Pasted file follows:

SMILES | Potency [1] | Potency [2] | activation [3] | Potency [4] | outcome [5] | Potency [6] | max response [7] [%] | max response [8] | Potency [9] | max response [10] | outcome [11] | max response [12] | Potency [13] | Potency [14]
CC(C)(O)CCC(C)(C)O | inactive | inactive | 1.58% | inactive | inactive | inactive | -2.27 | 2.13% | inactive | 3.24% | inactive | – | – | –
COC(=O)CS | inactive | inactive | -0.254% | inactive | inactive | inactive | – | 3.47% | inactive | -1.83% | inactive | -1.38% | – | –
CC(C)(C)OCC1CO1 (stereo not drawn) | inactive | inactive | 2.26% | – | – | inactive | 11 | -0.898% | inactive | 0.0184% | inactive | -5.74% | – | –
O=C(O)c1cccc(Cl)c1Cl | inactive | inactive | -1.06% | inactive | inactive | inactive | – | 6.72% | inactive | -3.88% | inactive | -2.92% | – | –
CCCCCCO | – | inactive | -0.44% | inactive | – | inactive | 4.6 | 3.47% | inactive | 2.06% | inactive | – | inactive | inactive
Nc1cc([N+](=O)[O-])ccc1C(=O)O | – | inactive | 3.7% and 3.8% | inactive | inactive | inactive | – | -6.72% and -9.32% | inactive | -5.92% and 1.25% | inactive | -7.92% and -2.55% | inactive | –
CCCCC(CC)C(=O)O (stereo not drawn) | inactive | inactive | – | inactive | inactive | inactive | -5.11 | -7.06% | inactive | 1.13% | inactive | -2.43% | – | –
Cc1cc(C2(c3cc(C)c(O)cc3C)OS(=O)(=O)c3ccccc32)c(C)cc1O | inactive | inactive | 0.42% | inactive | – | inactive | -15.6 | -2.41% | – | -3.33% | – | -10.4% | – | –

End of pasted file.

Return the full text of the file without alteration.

SMILES | Potency [1] | Potency [2] | activation [3] | Potency [4] | outcome [5] | Potency [6] | max response [7] [%] | max response [8] | Potency [9] | max response [10] | outcome [11] | max response [12] | Potency [13] | Potency [14]
CC(C)(O)CCC(C)(C)O | inactive | inactive | 1.58% | inactive | inactive | inactive | -2.27 | 2.13% | inactive | 3.24% | inactive | – | – | –
COC(=O)CS | inactive | inactive | -0.254% | inactive | inactive | inactive | – | 3.47% | inactive | -1.83% | inactive | -1.38% | – | –
CC(C)(C)OCC1CO1 (stereo not drawn) | inactive | inactive | 2.26% | – | – | inactive | 11 | -0.898% | inactive | 0.0184% | inactive | -5.74% | – | –
O=C(O)c1cccc(Cl)c1Cl | inactive | inactive | -1.06% | inactive | inactive | inactive | – | 6.72% | inactive | -3.88% | inactive | -2.92% | – | –
CCCCCCO | – | inactive | -0.44% | inactive | – | inactive | 4.6 | 3.47% | inactive | 2.06% | inactive | – | inactive | inactive
Nc1cc([N+](=O)[O-])ccc1C(=O)O | – | inactive | 3.7% and 3.8% | inactive | inactive | inactive | – | -6.72% and -9.32% | inactive | -5.92% and 1.25% | inactive | -7.92% and -2.55% | inactive | –
CCCCC(CC)C(=O)O (stereo not drawn) | inactive | inactive | – | inactive | inactive | inactive | -5.11 | -7.06% | inactive | 1.13% | inactive | -2.43% | – | –
Cc1cc(C2(c3cc(C)c(O)cc3C)OS(=O)(=O)c3ccccc32)c(C)cc1O | inactive | inactive | 0.42% | inactive | – | inactive | -15.6 | -2.41% | – | -3.33% | – | -10.4% | – | –